When we look back at the 2014 Tour de France and debate the outcome a couple of things should be kept well to the front of the mind: Astana’s Vincenzo Nibali extended his lead over his rivals on every single significant stage. On the cobbles, in the Vosges on Bastille Day, in the Alps & Pyrenees and in the time trial. That fact alone should mark him out as a champion of some distinction. His win also completes his set of all three Grand Tours and allows him to join a select group of some of the greatest names in cycling. He won more road stages than any champion since Eddy Merckx, elevating the achievement further. The side-note that he did it in his national champions jersey will have pleased his home fans and cycling history aficionados in equal measure. He focused his season entirely on these two weeks and utterly dominated the race – appearing serene even when coolly dispatching the podium pretenders with stage winning attacks. The words ‘worthy champion’ should not even be being debated.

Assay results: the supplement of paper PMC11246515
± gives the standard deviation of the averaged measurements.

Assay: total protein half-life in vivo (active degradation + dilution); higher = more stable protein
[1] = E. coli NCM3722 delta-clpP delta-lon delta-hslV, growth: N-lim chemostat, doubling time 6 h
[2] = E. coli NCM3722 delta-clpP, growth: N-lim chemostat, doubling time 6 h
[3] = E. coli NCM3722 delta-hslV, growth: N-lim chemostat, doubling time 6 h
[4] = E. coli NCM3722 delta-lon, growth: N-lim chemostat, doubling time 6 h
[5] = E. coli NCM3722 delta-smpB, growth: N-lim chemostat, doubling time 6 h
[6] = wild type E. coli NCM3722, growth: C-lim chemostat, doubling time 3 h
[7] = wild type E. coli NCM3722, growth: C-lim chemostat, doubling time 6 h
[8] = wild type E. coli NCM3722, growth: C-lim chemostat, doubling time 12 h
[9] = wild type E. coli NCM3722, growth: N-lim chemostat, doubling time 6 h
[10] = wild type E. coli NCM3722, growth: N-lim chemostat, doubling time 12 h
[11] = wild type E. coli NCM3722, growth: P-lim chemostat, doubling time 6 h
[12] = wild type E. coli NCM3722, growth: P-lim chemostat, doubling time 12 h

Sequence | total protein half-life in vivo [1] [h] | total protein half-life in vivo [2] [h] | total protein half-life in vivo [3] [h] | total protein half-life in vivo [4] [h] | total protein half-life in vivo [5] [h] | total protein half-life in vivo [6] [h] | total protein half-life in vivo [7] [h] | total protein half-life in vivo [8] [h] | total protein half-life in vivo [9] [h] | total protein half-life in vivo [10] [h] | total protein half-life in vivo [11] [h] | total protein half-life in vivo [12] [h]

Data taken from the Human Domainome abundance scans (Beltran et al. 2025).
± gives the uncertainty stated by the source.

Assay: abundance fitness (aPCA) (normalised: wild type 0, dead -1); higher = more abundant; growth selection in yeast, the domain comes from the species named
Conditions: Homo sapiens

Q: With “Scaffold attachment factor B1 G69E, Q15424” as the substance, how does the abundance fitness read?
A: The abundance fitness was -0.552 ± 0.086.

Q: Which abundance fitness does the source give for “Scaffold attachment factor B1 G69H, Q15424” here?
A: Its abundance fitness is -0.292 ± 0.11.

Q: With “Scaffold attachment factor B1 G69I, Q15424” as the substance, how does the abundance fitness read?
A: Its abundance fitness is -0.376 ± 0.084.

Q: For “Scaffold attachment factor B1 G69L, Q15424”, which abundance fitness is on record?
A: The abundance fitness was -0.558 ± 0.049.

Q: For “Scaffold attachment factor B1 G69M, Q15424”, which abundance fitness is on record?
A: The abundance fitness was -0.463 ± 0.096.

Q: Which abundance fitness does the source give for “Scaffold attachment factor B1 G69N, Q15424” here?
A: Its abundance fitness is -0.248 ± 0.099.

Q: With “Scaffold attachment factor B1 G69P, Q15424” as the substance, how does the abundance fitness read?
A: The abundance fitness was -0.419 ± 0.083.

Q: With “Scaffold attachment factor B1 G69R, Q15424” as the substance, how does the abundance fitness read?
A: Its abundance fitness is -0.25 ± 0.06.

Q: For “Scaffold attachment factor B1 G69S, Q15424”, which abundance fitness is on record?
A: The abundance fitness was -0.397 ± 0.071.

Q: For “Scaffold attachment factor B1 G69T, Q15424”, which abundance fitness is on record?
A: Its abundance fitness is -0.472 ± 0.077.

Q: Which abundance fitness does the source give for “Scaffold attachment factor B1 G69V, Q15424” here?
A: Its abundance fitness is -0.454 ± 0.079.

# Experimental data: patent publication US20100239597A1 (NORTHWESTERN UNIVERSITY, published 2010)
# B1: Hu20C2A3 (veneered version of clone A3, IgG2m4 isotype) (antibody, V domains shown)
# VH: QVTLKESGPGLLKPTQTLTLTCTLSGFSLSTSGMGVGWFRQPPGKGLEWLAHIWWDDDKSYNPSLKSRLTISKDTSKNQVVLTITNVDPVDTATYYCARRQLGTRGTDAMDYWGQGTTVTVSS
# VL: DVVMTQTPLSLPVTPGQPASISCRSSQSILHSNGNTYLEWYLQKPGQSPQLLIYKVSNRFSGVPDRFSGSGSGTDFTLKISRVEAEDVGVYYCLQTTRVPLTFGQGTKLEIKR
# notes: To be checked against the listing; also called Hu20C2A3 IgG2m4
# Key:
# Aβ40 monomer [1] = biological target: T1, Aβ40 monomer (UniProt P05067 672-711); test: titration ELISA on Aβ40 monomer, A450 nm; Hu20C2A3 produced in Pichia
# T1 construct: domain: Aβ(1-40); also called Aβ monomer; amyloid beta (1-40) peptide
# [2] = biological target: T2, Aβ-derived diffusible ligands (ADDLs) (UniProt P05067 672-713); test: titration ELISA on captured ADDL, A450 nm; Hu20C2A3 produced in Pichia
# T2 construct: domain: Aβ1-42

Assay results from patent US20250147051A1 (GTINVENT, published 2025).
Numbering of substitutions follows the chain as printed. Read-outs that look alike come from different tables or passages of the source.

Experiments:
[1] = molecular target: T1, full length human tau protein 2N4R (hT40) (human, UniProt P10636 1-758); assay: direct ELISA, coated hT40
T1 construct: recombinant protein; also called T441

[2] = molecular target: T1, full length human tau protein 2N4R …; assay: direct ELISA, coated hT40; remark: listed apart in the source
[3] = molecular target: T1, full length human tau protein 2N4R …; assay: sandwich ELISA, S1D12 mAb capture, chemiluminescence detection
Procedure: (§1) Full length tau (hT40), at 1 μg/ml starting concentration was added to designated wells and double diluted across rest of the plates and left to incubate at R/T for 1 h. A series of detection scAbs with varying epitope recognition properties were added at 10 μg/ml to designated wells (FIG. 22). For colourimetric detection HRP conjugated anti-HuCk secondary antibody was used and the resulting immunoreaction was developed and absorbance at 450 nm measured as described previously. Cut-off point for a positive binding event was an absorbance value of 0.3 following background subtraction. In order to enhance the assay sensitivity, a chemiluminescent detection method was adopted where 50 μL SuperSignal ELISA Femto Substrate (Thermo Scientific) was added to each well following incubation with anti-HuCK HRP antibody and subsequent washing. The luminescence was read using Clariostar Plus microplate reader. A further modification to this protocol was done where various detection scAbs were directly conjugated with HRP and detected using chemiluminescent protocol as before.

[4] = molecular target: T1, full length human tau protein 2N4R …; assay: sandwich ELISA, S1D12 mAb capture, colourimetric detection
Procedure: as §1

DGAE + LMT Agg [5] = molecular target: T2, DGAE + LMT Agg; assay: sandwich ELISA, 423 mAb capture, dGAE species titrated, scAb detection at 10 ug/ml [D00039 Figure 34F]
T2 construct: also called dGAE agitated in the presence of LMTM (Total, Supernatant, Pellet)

Cyclists are often a bit funny about their tan-lines. Cultivating a set of razor-sharp transitions, which switch instantly from the deepest mahogany to a blinding alabaster white, half way along a thigh or bicep is seen as one of the heights of being ‘pro’. Tan-lines like these tell of days in the saddle, not days on the beach. They are worn with more than just pride; for many they are a badge of honour.
Last week however, we saw a couple of cases of cases of pro team ‘tanning’ getting out of hand and raising questions about protection and performance.